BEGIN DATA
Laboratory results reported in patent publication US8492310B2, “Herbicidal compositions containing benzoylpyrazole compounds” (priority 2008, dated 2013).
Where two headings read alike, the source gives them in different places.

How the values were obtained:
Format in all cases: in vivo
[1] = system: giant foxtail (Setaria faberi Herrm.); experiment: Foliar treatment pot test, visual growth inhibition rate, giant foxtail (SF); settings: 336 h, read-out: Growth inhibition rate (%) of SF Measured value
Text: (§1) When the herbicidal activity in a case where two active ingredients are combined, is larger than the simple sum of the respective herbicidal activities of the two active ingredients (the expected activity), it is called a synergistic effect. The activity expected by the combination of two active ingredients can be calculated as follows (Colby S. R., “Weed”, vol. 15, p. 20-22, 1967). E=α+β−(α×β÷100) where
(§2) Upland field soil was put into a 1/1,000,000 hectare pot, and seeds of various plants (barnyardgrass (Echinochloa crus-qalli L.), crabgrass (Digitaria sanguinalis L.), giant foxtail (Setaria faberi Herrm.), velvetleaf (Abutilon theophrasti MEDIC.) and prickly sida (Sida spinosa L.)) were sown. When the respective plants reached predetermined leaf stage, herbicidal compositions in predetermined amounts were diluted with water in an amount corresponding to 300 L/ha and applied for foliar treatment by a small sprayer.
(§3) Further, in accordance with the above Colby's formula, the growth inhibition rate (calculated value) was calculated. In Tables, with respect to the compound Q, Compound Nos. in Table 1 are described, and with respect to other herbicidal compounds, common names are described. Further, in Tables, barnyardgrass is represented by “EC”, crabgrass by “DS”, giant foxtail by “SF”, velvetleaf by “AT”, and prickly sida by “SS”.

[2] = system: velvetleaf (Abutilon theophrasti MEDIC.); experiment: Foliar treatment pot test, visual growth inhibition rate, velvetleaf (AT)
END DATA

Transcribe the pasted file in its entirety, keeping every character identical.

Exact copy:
Laboratory results reported in patent publication US8492310B2, “Herbicidal compositions containing benzoylpyrazole compounds” (priority 2008, dated 2013).
Where two headings read alike, the source gives them in different places.

How the values were obtained:
Format in all cases: in vivo
[1] = system: giant foxtail (Setaria faberi Herrm.); experiment: Foliar treatment pot test, visual growth inhibition rate, giant foxtail (SF); settings: 336 h, read-out: Growth inhibition rate (%) of SF Measured value
Text: (§1) When the herbicidal activity in a case where two active ingredients are combined, is larger than the simple sum of the respective herbicidal activities of the two active ingredients (the expected activity), it is called a synergistic effect. The activity expected by the combination of two active ingredients can be calculated as follows (Colby S. R., “Weed”, vol. 15, p. 20-22, 1967). E=α+β−(α×β÷100) where
(§2) Upland field soil was put into a 1/1,000,000 hectare pot, and seeds of various plants (barnyardgrass (Echinochloa crus-qalli L.), crabgrass (Digitaria sanguinalis L.), giant foxtail (Setaria faberi Herrm.), velvetleaf (Abutilon theophrasti MEDIC.) and prickly sida (Sida spinosa L.)) were sown. When the respective plants reached predetermined leaf stage, herbicidal compositions in predetermined amounts were diluted with water in an amount corresponding to 300 L/ha and applied for foliar treatment by a small sprayer.
(§3) Further, in accordance with the above Colby's formula, the growth inhibition rate (calculated value) was calculated. In Tables, with respect to the compound Q, Compound Nos. in Table 1 are described, and with respect to other herbicidal compounds, common names are described. Further, in Tables, barnyardgrass is represented by “EC”, crabgrass by “DS”, giant foxtail by “SF”, velvetleaf by “AT”, and prickly sida by “SS”.

[2] = system: velvetleaf (Abutilon theophrasti MEDIC.); experiment: Foliar treatment pot test, visual growth inhibition rate, velvetleaf (AT)